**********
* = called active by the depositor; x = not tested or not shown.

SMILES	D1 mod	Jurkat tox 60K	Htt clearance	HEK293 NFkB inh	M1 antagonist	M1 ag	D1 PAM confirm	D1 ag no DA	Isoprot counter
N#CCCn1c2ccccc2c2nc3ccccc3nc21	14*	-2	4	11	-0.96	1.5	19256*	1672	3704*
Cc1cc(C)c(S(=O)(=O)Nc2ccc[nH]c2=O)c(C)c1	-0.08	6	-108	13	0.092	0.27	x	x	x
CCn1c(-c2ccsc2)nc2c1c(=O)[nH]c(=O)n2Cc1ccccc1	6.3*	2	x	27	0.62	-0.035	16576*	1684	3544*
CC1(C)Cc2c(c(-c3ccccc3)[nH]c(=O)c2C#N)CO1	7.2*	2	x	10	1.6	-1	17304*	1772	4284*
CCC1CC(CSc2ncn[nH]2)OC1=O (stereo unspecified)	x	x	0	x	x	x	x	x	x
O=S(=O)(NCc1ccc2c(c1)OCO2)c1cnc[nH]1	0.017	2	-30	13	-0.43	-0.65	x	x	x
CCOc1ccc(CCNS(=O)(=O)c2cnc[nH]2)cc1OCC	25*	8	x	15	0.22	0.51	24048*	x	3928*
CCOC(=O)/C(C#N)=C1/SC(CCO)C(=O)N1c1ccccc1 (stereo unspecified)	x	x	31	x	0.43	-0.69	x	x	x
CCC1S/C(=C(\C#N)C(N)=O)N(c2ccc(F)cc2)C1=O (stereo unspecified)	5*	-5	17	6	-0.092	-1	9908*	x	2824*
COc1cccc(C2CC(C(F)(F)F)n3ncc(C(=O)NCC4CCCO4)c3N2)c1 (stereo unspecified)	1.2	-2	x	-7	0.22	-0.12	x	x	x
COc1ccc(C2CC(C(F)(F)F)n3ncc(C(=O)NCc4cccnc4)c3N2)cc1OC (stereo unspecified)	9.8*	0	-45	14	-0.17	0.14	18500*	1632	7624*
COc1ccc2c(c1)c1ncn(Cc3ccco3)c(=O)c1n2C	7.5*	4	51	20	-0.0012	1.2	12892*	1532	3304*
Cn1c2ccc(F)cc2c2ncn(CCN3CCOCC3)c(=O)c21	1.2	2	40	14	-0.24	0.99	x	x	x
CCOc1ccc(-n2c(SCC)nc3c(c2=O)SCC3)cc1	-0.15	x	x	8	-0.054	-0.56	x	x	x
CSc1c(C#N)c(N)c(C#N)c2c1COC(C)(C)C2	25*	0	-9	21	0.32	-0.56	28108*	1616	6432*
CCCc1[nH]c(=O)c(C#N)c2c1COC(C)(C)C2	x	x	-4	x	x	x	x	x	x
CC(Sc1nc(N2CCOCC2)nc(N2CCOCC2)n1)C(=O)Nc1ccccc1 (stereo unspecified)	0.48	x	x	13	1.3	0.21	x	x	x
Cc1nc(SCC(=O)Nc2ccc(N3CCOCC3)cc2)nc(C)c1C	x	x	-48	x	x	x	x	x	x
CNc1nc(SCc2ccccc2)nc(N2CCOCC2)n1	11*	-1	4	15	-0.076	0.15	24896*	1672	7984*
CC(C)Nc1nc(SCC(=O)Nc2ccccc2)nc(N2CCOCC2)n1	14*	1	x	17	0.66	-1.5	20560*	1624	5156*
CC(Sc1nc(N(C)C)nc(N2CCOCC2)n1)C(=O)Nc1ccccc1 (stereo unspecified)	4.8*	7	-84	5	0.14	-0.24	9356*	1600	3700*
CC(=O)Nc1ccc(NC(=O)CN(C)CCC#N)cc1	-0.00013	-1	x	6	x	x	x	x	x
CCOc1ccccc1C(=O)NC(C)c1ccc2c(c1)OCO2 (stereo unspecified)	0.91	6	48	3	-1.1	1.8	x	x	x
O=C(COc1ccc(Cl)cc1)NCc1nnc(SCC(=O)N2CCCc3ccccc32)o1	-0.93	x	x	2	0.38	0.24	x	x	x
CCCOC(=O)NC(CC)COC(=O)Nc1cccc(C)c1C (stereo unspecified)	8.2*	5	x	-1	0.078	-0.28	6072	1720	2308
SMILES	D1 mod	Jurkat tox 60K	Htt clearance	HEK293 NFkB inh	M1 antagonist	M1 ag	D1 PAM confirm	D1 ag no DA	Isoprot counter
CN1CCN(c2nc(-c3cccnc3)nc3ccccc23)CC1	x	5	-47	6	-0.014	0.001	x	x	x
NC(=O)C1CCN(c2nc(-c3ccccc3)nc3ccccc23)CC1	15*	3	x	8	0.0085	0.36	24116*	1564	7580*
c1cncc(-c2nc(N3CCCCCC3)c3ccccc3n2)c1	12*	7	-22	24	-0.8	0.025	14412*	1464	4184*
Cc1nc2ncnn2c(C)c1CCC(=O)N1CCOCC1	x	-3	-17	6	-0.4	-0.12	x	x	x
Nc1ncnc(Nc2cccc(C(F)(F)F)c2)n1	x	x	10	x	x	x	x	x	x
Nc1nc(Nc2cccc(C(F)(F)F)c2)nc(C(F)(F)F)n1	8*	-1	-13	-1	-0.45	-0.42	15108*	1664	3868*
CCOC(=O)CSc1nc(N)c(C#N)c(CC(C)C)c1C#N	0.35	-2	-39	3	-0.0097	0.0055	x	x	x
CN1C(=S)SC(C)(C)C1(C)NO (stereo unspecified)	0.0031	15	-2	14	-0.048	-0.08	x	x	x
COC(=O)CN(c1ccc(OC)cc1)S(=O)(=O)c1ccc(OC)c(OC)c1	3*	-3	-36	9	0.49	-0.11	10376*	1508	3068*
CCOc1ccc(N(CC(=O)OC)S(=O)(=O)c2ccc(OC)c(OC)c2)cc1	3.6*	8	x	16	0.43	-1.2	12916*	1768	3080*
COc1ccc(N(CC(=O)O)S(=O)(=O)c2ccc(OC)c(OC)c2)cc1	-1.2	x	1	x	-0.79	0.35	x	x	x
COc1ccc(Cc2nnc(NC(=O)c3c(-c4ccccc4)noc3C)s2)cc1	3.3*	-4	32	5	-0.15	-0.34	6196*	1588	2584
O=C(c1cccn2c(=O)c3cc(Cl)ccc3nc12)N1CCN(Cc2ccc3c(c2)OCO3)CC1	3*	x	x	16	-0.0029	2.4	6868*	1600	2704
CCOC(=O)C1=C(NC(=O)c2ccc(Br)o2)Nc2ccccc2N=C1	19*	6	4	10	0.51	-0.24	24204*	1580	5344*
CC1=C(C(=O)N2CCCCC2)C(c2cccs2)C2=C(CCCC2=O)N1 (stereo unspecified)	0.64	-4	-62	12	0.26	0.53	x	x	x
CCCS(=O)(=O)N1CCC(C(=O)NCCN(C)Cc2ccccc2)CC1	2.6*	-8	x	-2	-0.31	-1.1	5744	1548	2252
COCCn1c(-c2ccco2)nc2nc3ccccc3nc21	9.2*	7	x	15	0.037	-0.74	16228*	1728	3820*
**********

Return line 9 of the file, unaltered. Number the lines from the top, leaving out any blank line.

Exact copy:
CCOc1ccc(CCNS(=O)(=O)c2cnc[nH]2)cc1OCC	25*	8	x	15	0.22	0.51	24048*	x	3928*